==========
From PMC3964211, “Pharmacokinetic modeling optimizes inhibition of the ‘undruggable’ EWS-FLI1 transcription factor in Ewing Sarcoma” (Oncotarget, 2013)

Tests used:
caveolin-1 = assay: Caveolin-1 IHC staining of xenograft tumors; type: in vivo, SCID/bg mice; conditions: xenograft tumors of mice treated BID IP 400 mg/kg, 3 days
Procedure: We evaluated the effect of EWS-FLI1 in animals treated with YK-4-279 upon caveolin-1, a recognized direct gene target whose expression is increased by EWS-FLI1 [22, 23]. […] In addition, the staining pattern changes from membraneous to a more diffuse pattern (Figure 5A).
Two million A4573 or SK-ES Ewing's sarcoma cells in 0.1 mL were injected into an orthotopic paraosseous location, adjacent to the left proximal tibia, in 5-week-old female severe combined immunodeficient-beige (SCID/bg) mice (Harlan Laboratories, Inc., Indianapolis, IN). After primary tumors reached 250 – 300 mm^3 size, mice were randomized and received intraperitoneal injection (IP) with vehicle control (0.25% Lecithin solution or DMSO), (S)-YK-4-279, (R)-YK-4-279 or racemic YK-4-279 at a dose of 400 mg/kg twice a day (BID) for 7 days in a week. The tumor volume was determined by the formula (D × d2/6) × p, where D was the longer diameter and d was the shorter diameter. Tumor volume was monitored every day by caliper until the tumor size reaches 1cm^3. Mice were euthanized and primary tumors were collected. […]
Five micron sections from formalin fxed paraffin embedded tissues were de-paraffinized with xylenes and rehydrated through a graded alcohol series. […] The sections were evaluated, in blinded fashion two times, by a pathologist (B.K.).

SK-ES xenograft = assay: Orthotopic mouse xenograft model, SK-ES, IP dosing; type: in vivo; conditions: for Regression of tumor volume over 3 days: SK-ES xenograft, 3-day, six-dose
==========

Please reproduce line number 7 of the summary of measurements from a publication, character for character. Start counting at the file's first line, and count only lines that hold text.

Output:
SK-ES xenograft = assay: Orthotopic mouse xenograft model, SK-ES, IP dosing; type: in vivo; conditions: for Regression of tumor volume over 3 days: SK-ES xenograft, 3-day, six-dose